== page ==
The decision was a setback for Paul Manafort in his defense against charges of money-laundering conspiracy, false statements and acting as an unregistered foreign agent. Manafort had argued that Mueller had exceeded his authority because the case was unrelated to Russian election interference.
But U.S. District Judge Amy Berman Jackson disagreed, siding with prosecutors who had produced an August 2017 memo from Deputy Attorney General Rod Rosenstein. The memo shows Rosenstein authorized Mueller to investigate Manafort’s Ukrainian work and related financial crimes.
Jackson had previously thrown out a civil case Manafort brought challenging Mueller’s authority.
Peter Carr, a spokesman for the special counsel’s office, declined to comment.
Will he or won’t he? Presence of Markle’s father in doubt
LONDON — Thomas Markle spent a career in Hollywood, but nothing prepared him for this.
The father of royal bride-to-be Meghan Markle has been quoted as saying he will not attend his daughter’s wedding to Prince Harry this week after suffering a reported heart attack amid the intense media interest around the nuptials.
The retired television cinematographer was expected due to walk his actress daughter down the aisle Saturday at Windsor Castle’s St. George’s Chapel. But celebrity news website TMZ reported Tuesday that Markle would undergo heart surgery and miss the wedding, the latest story in the site’s fluid coverage of whether he would or would not make it.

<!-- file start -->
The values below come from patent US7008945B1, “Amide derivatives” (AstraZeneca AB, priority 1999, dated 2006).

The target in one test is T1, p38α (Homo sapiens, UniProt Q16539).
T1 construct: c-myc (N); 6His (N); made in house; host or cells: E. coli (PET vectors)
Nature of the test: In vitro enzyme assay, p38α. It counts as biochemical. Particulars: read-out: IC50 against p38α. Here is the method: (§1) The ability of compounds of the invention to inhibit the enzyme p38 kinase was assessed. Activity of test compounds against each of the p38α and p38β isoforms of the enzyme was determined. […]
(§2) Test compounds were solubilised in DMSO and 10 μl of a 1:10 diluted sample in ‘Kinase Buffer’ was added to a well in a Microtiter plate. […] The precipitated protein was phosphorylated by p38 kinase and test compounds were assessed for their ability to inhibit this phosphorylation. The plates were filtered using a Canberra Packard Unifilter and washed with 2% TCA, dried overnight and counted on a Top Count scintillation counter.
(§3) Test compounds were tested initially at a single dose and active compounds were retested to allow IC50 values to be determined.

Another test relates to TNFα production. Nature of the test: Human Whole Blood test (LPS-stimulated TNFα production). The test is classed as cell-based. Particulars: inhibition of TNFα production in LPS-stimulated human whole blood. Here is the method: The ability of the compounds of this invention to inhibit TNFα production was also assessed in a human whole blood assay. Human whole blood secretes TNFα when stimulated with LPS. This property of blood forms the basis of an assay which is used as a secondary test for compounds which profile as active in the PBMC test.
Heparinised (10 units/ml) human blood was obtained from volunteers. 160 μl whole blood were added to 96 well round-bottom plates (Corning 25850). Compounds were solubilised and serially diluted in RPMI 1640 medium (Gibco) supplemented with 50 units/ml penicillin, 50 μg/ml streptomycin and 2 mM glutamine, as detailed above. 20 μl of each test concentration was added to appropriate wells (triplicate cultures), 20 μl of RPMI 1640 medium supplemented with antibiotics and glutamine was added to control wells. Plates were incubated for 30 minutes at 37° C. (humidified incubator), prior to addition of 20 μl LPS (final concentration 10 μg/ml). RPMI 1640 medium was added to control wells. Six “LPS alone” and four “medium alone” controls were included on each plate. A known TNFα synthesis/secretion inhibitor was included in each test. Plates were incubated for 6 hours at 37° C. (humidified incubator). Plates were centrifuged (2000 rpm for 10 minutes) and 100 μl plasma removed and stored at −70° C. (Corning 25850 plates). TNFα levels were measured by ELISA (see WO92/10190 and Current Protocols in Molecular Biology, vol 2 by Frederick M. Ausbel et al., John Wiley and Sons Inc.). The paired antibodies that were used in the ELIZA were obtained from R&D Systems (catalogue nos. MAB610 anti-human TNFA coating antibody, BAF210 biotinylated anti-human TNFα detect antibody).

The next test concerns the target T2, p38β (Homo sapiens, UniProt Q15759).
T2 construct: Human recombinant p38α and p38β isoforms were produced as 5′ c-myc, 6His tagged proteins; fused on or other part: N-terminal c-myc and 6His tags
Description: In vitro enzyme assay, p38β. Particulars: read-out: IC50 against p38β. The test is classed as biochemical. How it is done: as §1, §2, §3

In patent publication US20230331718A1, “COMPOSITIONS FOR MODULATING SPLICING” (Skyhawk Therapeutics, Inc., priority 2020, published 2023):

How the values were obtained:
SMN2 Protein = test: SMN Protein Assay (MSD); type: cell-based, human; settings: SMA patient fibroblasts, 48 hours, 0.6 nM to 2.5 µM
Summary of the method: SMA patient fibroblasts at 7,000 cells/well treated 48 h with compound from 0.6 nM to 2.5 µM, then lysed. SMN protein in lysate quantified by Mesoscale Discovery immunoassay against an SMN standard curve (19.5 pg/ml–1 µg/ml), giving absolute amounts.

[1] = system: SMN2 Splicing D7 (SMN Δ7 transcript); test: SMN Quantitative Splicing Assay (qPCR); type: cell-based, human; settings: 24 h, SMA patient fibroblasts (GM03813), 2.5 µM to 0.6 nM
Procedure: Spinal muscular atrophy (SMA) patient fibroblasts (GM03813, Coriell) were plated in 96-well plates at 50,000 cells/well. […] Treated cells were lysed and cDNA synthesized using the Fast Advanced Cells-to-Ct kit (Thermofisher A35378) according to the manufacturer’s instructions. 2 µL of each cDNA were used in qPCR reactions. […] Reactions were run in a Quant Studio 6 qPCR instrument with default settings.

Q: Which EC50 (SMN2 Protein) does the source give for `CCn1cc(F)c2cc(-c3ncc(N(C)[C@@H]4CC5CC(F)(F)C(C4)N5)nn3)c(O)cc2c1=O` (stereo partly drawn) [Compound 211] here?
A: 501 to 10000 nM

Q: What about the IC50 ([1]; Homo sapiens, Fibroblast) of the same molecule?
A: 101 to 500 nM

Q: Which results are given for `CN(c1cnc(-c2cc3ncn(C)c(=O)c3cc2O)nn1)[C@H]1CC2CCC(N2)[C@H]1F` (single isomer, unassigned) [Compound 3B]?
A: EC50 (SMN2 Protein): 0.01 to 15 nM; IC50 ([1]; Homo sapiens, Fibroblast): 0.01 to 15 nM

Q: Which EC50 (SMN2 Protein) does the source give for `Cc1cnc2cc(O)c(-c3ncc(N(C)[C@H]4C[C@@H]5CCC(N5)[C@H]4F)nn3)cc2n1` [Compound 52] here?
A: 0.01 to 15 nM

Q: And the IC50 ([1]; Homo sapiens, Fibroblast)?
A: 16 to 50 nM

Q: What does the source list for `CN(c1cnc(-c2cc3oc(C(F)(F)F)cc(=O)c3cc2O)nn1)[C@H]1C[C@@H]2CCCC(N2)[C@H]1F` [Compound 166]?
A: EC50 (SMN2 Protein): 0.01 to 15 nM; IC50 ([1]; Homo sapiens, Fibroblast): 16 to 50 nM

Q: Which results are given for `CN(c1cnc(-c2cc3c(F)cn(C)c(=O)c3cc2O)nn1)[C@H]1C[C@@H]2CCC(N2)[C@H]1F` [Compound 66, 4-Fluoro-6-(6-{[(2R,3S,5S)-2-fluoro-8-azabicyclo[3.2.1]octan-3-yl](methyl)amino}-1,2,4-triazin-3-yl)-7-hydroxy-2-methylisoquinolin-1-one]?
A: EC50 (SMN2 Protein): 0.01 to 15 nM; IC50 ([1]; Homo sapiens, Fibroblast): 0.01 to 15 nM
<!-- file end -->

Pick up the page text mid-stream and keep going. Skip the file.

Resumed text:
Kensington Palace on Monday issued a statement calling for “understanding and respect to be extended to Mr. Markle in this difficult situation.” The palace did not say whether wedding plans had actually changed.
The palace issued the statement hours after TMZ first reported Monday that the elder Markle decided to stay away from the event. The website said his decision was due to tongue-clucking over the mocked up wedding-preparation photographs he posed for at the invitation of a paparazzi agency.